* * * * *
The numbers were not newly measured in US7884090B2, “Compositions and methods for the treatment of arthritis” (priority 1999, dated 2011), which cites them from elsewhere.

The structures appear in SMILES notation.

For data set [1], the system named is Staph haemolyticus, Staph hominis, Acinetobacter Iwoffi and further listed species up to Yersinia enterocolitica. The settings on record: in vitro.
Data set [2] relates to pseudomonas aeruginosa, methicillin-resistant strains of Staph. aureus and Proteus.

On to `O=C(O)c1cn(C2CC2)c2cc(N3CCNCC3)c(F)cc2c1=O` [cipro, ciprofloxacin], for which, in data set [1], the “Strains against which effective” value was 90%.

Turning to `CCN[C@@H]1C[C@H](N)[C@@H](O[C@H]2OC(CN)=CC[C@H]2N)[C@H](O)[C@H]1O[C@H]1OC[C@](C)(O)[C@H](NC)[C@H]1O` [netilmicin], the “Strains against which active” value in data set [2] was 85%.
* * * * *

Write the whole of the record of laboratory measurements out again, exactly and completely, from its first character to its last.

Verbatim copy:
The numbers were not newly measured in US7884090B2, “Compositions and methods for the treatment of arthritis” (priority 1999, dated 2011), which cites them from elsewhere.

The structures appear in SMILES notation.

For data set [1], the system named is Staph haemolyticus, Staph hominis, Acinetobacter Iwoffi and further listed species up to Yersinia enterocolitica. The settings on record: in vitro.
Data set [2] relates to pseudomonas aeruginosa, methicillin-resistant strains of Staph. aureus and Proteus.

On to `O=C(O)c1cn(C2CC2)c2cc(N3CCNCC3)c(F)cc2c1=O` [cipro, ciprofloxacin], for which, in data set [1], the “Strains against which effective” value was 90%.

Turning to `CCN[C@@H]1C[C@H](N)[C@@H](O[C@H]2OC(CN)=CC[C@H]2N)[C@H](O)[C@H]1O[C@H]1OC[C@](C)(O)[C@H](NC)[C@H]1O` [netilmicin], the “Strains against which active” value in data set [2] was 85%.